Maine Gov. Paul LePage Doesn't Know How To Veto Stuff Good, Just Enacted Welfare For Refugees
Just in case you were wondering, vitriol-fueled weaselborg Maine Governor Paul LePage is never going to join LBJ or even Harry Reid in the ranks of politicians of whom people say "Love him or hate him, he sure knows how to work parliamentary procedure!" This is largely thanks to his complete failure to "pocket veto" a bunch of bills he didn't like, including one measure, LD 369, that would provide financial assistance to refugees and asylum seekers. LePage hates the bill, calling it "illegal alien welfare." So he refused to sign it and another 18 bills. Just one problem with that: under Maine law, LePage did it completely wrong, as Think Progress explains (if you listen carefully, you can hear writer Tara Culp-Ressler giggling right through the text):
At issue, however, is the “pocket veto” process in Maine. If the state legislature has concluded for the session, the governor’s inaction on a piece of legislation over the course of 10 days ensures that it’s “pocket vetoed,” without giving lawmakers a chance to vote to override the decision. It appears that LePage intended to use this process to reject the asylum bill, among other pieces of legislation, including a measure to prohibit the shackling of pregnant inmates.
There’s just one problem: Maine’s legislature is still in session, so LePage’s inaction didn’t work as planned. Instead of vetoing the bills, his 10-day delay may now allow them to become law without his signature, according to the state constitution. The ACLU of Maine says that it’s clear to them that the legislation should be allowed to take effect.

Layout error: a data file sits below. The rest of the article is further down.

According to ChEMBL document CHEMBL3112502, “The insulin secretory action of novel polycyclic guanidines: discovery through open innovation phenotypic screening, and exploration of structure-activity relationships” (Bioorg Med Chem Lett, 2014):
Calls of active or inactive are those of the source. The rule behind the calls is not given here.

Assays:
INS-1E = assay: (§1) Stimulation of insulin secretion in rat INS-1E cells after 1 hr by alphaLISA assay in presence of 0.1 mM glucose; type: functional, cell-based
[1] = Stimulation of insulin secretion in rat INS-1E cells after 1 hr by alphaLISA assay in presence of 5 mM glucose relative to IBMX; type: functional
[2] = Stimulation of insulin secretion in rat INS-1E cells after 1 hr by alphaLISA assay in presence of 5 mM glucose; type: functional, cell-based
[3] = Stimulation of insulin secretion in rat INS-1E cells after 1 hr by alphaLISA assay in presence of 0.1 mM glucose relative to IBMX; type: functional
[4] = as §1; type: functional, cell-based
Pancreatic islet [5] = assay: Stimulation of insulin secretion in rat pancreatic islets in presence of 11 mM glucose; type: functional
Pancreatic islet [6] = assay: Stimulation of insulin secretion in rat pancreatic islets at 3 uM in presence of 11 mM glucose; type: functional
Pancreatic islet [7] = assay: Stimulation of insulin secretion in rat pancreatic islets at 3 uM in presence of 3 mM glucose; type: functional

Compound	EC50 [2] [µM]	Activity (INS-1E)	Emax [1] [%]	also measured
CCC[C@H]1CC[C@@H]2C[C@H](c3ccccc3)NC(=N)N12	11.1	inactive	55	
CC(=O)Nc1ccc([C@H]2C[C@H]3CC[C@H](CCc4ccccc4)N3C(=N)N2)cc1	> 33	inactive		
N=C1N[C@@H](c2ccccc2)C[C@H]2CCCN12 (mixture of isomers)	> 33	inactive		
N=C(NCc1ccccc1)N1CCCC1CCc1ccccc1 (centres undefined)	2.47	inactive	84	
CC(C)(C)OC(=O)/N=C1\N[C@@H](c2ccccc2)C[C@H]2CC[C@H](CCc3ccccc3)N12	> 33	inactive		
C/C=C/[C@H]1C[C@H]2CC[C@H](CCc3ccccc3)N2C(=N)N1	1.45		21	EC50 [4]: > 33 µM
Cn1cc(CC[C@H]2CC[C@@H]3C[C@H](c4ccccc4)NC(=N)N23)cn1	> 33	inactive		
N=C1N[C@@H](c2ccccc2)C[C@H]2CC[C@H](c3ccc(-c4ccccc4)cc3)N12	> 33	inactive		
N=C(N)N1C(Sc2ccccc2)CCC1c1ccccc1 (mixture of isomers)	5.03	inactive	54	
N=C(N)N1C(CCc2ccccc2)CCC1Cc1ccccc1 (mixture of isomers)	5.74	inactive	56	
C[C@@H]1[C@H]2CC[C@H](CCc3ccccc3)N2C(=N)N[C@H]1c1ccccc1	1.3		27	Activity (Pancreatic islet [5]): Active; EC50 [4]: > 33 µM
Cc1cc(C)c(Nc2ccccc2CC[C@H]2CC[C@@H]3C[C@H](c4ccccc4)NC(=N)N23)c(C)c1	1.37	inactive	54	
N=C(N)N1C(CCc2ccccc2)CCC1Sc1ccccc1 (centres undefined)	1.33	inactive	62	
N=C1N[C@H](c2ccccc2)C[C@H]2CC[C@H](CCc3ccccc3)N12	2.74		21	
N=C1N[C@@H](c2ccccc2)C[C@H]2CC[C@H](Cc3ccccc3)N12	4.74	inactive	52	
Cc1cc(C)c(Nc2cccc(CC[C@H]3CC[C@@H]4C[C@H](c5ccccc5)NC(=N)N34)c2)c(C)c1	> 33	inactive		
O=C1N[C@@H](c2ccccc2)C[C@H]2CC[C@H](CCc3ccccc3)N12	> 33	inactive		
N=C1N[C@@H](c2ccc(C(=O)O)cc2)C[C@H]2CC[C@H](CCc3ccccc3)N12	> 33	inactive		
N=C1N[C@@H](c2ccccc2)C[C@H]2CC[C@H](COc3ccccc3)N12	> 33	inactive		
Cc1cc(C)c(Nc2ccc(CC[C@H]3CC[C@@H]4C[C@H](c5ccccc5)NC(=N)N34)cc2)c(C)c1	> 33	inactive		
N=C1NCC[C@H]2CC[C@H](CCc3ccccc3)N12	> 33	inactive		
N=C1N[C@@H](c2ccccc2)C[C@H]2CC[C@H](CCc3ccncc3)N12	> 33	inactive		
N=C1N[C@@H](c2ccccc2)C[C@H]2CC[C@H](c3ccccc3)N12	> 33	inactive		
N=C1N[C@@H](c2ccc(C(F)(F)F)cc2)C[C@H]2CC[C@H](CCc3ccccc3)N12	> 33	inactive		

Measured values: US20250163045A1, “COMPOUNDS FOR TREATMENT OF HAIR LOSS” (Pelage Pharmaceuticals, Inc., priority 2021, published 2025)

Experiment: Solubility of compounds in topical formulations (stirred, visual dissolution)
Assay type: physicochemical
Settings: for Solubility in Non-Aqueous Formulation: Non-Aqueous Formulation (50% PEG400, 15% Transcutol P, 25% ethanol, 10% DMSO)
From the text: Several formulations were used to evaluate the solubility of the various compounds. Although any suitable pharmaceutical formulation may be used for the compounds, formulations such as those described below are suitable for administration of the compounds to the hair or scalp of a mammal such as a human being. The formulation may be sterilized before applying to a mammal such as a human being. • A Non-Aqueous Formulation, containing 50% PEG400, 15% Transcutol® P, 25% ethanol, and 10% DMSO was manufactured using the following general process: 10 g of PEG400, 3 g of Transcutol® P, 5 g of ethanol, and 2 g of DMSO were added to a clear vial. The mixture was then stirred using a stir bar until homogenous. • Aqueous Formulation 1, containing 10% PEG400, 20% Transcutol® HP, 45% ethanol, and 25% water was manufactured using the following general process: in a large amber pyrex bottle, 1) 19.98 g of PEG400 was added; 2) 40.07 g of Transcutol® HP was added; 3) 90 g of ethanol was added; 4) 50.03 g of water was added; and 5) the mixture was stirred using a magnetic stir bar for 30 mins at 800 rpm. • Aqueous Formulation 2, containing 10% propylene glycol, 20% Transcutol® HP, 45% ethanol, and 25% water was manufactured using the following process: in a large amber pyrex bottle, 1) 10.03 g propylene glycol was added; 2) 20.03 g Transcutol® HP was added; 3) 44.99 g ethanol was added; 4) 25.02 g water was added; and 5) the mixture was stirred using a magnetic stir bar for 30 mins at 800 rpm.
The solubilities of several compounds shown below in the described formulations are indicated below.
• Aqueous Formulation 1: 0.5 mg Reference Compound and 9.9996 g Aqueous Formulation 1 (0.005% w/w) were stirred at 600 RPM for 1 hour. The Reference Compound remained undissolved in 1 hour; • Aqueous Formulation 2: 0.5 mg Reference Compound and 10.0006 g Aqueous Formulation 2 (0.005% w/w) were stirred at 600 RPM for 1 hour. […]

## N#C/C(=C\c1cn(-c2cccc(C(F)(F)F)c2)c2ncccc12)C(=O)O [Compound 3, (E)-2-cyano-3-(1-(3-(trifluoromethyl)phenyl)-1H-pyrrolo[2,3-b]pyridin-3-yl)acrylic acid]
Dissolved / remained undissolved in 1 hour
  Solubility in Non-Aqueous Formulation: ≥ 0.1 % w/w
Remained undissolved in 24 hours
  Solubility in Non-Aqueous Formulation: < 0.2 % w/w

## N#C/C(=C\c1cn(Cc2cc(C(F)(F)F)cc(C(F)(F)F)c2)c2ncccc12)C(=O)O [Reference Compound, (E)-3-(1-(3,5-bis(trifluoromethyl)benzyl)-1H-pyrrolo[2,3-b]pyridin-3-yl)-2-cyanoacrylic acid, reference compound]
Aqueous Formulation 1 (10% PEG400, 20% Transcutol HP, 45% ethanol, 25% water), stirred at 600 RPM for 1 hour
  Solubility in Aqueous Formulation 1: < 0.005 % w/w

Oopsies. As the Bangor Daily News notes, the strategy done blowed up in LePage's face:
LePage has used racist language and lies to characterize the asylum seekers as “illegal.” Attacking them was central to his re-election campaign and his legislative strategy.
Now, unwittingly it appears, he has allowed a bipartisan bill to become law that allows asylum seekers to receive General Assistance for up to two years.
Why didn't LePage just straight out veto the bills? It looks like he wanted to avoid the possibility of an override by the state legislature, where both Republicans and Democrats are increasingly getting tired of LePage, and are in fact considering impeaching him over his threat to withhold funding for a school to hurt a political enemy.
House Majority Leader Jeff McCabe, a Democrat, said there's no two ways about it: those bills are now law.
The law is clear, the Constitution is clear: We’re still in session; we haven’t adjourned, so a pocket veto isn’t even an option ... So in the meantime, we should celebrate these bills becoming law.
Insert your mental audio file of Nelson from the Simpsons going "HA-haah!" here.
Asked about the governor's reasons for not taking action on the bills, LePage spokeswoman Adrienne Bennett explained -- incorrectly, apparently -- that it was all pretty clear, pointing to the section on the pocket veto in a state publication on how bills work and saying, "I’m surprised the Legislature does not understand this.” It's not clear whether Bennett also hummed the tune to "I'm Only a Bill" to underline her completely inaccurate point. Duh. What part of our complete misreading of state law don't you understand?
So now a whole bunch of things that LePage thought he'd cleverly killed -- so dead that the legislature couldn't even override him -- are now in fact law. Heckuva job, Paulie.
At this rate, the Maine Lege may not even need to impeach LePage -- he might just find a way to accidentally resign. But that shouldn't be a problem -- Donald Trump could always use a sharp political mind on his team.
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